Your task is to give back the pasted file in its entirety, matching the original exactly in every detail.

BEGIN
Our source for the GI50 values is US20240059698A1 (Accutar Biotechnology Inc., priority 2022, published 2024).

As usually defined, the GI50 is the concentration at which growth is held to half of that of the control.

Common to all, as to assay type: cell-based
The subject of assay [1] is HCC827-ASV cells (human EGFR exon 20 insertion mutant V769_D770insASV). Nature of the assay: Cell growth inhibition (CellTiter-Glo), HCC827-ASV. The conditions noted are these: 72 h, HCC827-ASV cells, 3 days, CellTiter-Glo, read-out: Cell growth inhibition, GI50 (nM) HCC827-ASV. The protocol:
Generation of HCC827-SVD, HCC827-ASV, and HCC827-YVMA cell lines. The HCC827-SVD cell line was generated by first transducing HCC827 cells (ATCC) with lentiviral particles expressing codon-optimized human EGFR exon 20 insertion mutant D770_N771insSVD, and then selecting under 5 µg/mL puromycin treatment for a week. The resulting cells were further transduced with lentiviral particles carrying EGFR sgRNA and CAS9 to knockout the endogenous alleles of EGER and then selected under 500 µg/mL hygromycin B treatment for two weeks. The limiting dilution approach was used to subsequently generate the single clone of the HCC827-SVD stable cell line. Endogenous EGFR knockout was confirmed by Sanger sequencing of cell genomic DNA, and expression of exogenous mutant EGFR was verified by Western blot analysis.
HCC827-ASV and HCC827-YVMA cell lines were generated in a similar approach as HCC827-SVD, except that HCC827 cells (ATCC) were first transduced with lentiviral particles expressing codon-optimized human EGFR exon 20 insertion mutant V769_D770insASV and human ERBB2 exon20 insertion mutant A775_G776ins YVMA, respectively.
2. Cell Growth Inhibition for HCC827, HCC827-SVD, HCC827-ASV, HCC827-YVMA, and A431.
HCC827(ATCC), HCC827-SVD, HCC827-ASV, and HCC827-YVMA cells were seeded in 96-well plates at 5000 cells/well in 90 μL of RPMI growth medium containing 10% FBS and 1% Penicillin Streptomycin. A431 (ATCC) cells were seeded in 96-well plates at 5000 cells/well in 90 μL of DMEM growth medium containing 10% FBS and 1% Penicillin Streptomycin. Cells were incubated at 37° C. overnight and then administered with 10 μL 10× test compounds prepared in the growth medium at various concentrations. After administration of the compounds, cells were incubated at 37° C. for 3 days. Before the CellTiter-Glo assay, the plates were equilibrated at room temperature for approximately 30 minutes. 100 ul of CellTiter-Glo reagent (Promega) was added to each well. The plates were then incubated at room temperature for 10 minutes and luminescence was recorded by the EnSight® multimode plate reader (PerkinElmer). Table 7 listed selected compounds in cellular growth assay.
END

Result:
Our source for the GI50 values is US20240059698A1 (Accutar Biotechnology Inc., priority 2022, published 2024).

As usually defined, the GI50 is the concentration at which growth is held to half of that of the control.

Common to all, as to assay type: cell-based
The subject of assay [1] is HCC827-ASV cells (human EGFR exon 20 insertion mutant V769_D770insASV). Nature of the assay: Cell growth inhibition (CellTiter-Glo), HCC827-ASV. The conditions noted are these: 72 h, HCC827-ASV cells, 3 days, CellTiter-Glo, read-out: Cell growth inhibition, GI50 (nM) HCC827-ASV. The protocol:
Generation of HCC827-SVD, HCC827-ASV, and HCC827-YVMA cell lines. The HCC827-SVD cell line was generated by first transducing HCC827 cells (ATCC) with lentiviral particles expressing codon-optimized human EGFR exon 20 insertion mutant D770_N771insSVD, and then selecting under 5 µg/mL puromycin treatment for a week. The resulting cells were further transduced with lentiviral particles carrying EGFR sgRNA and CAS9 to knockout the endogenous alleles of EGER and then selected under 500 µg/mL hygromycin B treatment for two weeks. The limiting dilution approach was used to subsequently generate the single clone of the HCC827-SVD stable cell line. Endogenous EGFR knockout was confirmed by Sanger sequencing of cell genomic DNA, and expression of exogenous mutant EGFR was verified by Western blot analysis.
HCC827-ASV and HCC827-YVMA cell lines were generated in a similar approach as HCC827-SVD, except that HCC827 cells (ATCC) were first transduced with lentiviral particles expressing codon-optimized human EGFR exon 20 insertion mutant V769_D770insASV and human ERBB2 exon20 insertion mutant A775_G776ins YVMA, respectively.
2. Cell Growth Inhibition for HCC827, HCC827-SVD, HCC827-ASV, HCC827-YVMA, and A431.
HCC827(ATCC), HCC827-SVD, HCC827-ASV, and HCC827-YVMA cells were seeded in 96-well plates at 5000 cells/well in 90 μL of RPMI growth medium containing 10% FBS and 1% Penicillin Streptomycin. A431 (ATCC) cells were seeded in 96-well plates at 5000 cells/well in 90 μL of DMEM growth medium containing 10% FBS and 1% Penicillin Streptomycin. Cells were incubated at 37° C. overnight and then administered with 10 μL 10× test compounds prepared in the growth medium at various concentrations. After administration of the compounds, cells were incubated at 37° C. for 3 days. Before the CellTiter-Glo assay, the plates were equilibrated at room temperature for approximately 30 minutes. 100 ul of CellTiter-Glo reagent (Promega) was added to each well. The plates were then incubated at room temperature for 10 minutes and luminescence was recorded by the EnSight® multimode plate reader (PerkinElmer). Table 7 listed selected compounds in cellular growth assay.